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House of Commons Hansard #70 of the 41st Parliament, 1st Session. (The original version is on Parliament's site.) The word of the day was plan.

Topics

Foreign AffairsOral Questions

3 p.m.

Conservative

John Weston Conservative West Vancouver—Sunshine Coast—Sea to Sky Country, BC

Mr. Speaker, as you know, and as our Prime Minister and Minister of Foreign Affairs have said on many occasions, Iran presents the greatest threat to global peace and security today.

Members of this government regularly acknowledge the significant contributions to Canada by people of Persian or Iranian background, but Iran's current leaders regularly turn a blind eye to their human rights obligations and hide their nuclear activities by blocking international attempts to verify the country's claims.

Could the Minister of National Defence please update the House on the actions taken by our government today?

Foreign AffairsOral Questions

3 p.m.

Central Nova Nova Scotia

Conservative

Peter MacKay ConservativeMinister of National Defence

Mr. Speaker, I thank the hon. member for his work on this file.

Canada is increasingly concerned by the actions taken by the Iranian authorities and will increase sanctions immediately.

Canada is extending existing sanctions against five entities and three individuals in Iran.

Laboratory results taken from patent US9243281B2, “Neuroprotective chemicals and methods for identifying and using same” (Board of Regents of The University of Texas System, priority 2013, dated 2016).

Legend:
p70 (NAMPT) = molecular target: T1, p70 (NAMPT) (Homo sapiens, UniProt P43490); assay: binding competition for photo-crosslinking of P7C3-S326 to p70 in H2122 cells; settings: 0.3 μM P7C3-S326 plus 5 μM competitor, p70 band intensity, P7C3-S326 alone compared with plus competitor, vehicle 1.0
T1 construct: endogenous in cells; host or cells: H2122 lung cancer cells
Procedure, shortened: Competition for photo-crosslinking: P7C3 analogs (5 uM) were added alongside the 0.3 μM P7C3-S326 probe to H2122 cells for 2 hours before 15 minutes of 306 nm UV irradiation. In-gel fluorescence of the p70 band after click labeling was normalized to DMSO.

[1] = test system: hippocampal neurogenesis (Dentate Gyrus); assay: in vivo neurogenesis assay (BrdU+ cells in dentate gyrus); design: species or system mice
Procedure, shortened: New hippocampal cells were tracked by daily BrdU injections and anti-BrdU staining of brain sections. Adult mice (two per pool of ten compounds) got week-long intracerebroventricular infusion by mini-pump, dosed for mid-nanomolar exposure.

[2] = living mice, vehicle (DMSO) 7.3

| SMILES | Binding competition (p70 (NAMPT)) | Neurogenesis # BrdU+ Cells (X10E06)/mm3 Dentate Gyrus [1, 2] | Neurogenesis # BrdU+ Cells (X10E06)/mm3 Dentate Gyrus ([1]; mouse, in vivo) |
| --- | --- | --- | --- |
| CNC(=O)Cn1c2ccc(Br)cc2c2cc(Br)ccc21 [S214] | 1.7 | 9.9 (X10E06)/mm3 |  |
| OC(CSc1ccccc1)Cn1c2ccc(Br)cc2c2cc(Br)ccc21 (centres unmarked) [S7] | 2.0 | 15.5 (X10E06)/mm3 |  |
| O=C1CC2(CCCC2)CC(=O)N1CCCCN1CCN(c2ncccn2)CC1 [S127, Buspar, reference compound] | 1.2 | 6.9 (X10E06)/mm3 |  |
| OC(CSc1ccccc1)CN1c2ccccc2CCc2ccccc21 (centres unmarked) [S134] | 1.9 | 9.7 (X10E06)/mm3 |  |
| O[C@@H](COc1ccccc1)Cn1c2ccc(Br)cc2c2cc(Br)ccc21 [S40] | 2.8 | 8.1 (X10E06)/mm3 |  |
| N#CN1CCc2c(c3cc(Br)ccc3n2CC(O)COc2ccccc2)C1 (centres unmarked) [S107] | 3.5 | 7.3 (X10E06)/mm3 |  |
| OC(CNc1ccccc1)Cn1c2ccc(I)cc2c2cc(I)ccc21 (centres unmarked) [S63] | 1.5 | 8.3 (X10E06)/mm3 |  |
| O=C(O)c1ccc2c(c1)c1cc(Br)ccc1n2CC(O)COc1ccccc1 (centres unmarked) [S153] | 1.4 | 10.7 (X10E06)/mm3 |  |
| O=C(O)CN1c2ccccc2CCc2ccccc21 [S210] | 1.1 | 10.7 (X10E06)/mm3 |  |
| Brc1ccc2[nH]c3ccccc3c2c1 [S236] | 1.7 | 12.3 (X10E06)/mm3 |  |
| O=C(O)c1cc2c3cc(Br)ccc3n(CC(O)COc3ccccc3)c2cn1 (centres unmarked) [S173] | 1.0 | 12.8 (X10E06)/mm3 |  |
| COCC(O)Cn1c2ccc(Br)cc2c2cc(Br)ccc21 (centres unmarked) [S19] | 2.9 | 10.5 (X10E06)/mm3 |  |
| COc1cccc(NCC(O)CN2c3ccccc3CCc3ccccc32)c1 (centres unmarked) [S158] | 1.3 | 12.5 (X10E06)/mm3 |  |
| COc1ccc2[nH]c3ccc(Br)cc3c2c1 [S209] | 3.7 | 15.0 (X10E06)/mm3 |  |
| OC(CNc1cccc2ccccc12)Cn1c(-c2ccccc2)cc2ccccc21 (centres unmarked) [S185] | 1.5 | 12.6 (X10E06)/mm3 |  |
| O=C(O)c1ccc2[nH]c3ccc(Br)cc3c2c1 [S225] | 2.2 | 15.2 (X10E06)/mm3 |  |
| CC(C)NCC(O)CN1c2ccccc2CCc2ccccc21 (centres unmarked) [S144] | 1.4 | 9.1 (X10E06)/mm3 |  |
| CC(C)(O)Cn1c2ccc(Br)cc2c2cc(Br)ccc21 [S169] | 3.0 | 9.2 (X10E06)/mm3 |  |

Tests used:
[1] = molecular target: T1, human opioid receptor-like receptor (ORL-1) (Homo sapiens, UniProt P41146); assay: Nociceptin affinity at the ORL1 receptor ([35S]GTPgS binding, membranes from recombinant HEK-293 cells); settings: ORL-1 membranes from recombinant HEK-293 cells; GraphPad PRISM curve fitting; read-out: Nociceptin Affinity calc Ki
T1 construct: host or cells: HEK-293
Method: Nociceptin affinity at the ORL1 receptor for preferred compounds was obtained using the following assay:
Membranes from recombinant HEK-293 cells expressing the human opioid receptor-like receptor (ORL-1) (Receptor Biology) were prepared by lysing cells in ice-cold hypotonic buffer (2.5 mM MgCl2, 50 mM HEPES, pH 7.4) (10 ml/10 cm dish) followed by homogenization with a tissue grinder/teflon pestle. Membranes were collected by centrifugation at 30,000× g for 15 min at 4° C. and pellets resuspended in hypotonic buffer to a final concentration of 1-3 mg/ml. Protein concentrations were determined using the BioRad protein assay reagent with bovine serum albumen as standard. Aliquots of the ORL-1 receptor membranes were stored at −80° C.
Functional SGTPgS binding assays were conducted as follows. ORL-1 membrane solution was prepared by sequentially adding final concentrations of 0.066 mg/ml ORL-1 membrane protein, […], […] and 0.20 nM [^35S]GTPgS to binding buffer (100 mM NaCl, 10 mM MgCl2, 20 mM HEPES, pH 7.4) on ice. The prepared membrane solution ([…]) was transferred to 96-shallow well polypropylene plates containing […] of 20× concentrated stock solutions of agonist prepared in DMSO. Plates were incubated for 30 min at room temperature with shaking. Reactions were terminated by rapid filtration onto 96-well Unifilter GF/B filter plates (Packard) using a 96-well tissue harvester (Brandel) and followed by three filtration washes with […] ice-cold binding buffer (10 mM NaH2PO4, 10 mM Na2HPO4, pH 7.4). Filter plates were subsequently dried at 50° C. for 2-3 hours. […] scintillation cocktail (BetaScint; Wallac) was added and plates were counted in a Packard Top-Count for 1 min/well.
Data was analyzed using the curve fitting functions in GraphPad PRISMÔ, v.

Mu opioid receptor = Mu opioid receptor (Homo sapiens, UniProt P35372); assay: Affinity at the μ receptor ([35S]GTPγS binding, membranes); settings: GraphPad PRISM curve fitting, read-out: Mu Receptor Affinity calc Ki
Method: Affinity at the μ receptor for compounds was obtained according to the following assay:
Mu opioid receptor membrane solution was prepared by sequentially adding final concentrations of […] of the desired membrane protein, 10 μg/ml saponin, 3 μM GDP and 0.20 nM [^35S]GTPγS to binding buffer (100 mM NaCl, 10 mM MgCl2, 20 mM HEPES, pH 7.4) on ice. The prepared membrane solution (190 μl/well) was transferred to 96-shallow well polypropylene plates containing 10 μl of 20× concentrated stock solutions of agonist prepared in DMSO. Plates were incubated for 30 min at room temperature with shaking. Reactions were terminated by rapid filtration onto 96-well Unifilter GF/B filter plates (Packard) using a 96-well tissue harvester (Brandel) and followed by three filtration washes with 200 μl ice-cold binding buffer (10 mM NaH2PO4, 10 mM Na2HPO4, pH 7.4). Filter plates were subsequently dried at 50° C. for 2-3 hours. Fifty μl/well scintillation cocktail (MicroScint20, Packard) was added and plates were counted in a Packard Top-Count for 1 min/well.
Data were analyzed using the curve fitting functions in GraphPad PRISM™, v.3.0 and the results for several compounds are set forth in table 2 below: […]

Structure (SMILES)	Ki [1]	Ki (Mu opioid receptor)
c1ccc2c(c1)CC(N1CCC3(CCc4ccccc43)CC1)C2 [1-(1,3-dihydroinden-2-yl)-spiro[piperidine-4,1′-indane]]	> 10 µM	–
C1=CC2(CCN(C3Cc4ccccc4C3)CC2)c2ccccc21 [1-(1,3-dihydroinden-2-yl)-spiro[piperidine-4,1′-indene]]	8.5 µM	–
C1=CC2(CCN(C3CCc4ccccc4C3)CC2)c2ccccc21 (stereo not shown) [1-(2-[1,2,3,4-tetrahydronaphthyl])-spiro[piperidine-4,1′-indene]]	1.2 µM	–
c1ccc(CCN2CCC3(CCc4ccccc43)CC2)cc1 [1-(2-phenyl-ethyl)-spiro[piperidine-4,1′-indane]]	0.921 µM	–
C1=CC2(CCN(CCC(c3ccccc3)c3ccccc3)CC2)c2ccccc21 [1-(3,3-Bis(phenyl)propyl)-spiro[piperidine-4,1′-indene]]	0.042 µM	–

Canada has taken aggressive action and has been among the toughest with sanctions against Iran in the world. In fact, Canada has sanctions that cover the known leadership, the Iranian revolutionary guard. It blocked virtually all financial transactions with Iran, including those with the central bank.

Canada will continue to work with the growing list of like-minded countries to limit Iran's ability for further undercut global peace—

Foreign AffairsOral Questions

3 p.m.

Conservative

The Speaker Conservative Andrew Scheer

The hon. member for Sackville—Eastern Shore.

Veteran AffairsOral Questions

3 p.m.

NDP

Peter Stoffer NDP Sackville—Eastern Shore, NS

Mr. Speaker, the rising debt and deficit of our country were not caused by veterans and their families. They were caused by the Prime Minister and the Conservative Party of Canada. Yet the government is planning a transfer of the Ste. Anne's Hospital in Montreal to Quebec and 1,300 jobs will be gone, plus another 500 jobs. That is 1,800 jobs out of a department of 4,100. That is a 40% reduction of personnel from the Department of Veterans Affairs.